“There is help out there”
Devon in Sight chief executive officer Grahame Flynn on supporting patients with sight loss
08 April 2022
Receiving a sight-threatening diagnosis can be a lonely and challenging time. As patients grapple with what an eye condition means for their day-to-day lives, the practice team can play an important role in raising awareness of the advice and support available to those living with sight loss.
Sight loss helplinesRNIB 0303 123 9999 or [email protected]
Macular Society 0300 3030 111 or [email protected]
“While people’s sight loss may not be treatable, there is always more that can be done to support people practically and emotionally, and practices can play a key role by helping people access this support,” he emphasised.
“While sight loss can be a traumatic and life-changing experience the important thing is for people affected with sight loss to know that there is help available, and that they are not alone as they learn to live with changes in their sight,” Flynn added.
Members of the practice team can assist by becoming familiar with the support that is available for those with sight loss both locally and nationally.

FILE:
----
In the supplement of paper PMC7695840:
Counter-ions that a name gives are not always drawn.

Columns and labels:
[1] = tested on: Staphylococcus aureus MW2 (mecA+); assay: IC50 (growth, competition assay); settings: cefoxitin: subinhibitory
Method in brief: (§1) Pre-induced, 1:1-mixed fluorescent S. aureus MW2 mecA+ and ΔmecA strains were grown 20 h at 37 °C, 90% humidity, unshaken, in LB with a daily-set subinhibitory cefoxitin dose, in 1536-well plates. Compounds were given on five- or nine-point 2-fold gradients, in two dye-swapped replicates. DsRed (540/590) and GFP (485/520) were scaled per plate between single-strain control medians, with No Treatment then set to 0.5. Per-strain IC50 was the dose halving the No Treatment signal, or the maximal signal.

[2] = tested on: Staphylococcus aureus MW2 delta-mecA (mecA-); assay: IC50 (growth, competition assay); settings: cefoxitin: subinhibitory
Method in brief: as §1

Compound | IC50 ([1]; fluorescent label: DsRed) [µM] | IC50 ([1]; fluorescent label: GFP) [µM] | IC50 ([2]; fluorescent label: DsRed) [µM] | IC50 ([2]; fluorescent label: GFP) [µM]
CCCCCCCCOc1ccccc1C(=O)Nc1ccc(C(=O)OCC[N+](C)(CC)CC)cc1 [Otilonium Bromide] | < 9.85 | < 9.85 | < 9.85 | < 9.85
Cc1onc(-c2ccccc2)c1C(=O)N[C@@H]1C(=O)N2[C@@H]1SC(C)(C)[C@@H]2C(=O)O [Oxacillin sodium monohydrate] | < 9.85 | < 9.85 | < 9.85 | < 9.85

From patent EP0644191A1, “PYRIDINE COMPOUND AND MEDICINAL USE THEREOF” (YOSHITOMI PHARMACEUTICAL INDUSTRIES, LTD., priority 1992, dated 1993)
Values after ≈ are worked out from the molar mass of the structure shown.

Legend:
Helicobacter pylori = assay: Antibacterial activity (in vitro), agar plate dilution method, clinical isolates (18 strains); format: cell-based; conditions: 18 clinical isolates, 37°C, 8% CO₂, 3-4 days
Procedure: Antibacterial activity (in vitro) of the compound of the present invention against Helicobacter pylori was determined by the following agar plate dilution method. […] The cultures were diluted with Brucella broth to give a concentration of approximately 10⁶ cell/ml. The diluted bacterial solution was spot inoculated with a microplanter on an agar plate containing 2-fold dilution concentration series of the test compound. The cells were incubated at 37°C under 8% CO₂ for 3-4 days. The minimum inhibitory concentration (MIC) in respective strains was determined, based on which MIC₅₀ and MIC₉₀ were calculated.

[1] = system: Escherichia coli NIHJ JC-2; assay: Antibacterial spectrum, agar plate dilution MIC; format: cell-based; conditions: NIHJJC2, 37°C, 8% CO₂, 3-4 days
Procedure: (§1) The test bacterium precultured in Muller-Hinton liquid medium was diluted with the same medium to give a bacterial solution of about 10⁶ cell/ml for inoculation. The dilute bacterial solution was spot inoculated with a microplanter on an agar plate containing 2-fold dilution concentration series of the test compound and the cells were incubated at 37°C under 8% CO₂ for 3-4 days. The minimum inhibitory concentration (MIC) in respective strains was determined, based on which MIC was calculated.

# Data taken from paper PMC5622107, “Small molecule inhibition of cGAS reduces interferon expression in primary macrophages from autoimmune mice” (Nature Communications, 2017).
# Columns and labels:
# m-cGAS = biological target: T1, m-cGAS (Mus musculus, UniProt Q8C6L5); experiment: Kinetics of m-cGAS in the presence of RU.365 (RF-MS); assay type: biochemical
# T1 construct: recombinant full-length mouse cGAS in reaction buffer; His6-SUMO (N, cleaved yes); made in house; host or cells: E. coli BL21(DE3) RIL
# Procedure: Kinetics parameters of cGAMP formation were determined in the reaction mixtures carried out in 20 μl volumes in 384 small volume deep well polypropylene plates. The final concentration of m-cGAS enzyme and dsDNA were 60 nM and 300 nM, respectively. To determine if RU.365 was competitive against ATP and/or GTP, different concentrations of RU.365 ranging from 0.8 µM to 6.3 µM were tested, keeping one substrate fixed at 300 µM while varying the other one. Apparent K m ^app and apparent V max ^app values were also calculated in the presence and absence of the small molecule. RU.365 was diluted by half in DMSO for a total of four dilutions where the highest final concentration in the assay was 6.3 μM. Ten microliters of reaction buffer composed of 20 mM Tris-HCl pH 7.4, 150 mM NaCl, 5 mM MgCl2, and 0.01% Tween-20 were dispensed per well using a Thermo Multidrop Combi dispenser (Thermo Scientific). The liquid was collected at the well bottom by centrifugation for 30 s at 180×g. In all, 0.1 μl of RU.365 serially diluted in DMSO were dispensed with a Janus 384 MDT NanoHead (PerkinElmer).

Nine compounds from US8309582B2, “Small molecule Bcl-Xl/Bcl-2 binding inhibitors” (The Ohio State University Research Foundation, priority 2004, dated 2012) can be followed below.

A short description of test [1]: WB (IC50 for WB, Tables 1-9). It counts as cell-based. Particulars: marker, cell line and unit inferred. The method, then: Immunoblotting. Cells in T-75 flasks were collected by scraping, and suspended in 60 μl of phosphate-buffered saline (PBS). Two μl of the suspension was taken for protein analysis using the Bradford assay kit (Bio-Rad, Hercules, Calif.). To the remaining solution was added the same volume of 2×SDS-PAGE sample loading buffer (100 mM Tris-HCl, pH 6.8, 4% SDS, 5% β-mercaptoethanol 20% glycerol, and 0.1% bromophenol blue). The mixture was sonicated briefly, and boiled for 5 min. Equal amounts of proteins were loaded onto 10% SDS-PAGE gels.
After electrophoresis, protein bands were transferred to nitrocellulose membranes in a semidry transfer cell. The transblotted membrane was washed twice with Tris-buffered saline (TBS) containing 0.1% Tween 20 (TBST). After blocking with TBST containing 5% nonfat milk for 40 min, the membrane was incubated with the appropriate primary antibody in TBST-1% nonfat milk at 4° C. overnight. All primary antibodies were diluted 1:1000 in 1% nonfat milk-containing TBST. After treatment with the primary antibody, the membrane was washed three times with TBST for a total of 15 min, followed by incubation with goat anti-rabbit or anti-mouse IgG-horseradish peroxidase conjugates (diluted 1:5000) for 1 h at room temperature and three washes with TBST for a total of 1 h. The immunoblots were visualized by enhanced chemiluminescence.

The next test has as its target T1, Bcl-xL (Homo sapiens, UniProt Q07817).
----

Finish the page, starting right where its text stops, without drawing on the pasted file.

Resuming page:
Eye clinic liaison officers provide support within hospital eye units, while local authority sensory teams can also advise on mobility, benefits and concessions.
Flynn’s Devon-based charity has developed the Sight Loss MOT.
“While there is a lot of support available, it can sometimes be hard to know where to start and who to speak to,” Flynn explained.
“This helps people navigate the help and support from across health and social care and the voluntary sector, and it is now being used nationally by several local sight loss charities and integrated community optometry practices,” he added.
There are also charities such as RNIB, the Macular Society and Glaucoma UK that have telephone helplines.
The Sight Loss MOT covers people’s understanding their diagnosis, the benefits of registering as being sight impaired, task lighting and magnification, daily living equipment, support for those in work and financial support, as well as emotional support and counselling for those who need it.
“Together we can help people who are blind or partially sighted live life to the full,” Flynn concluded.
Grahame’s assistive technology picks
Apps: There are some great apps for mobile phone and tablets such as TapTapSee, which describes the world around you, and Be My Eyes, where a volunteer describes an object for you.
Voice assistants: Technology such as Alexa makes it easier than ever to communicate with friends and access information, audio books and music.
Smart glasses: Exciting new wearable technology, such as the Oxsight Onyx smart glasses, help people with central vision loss.
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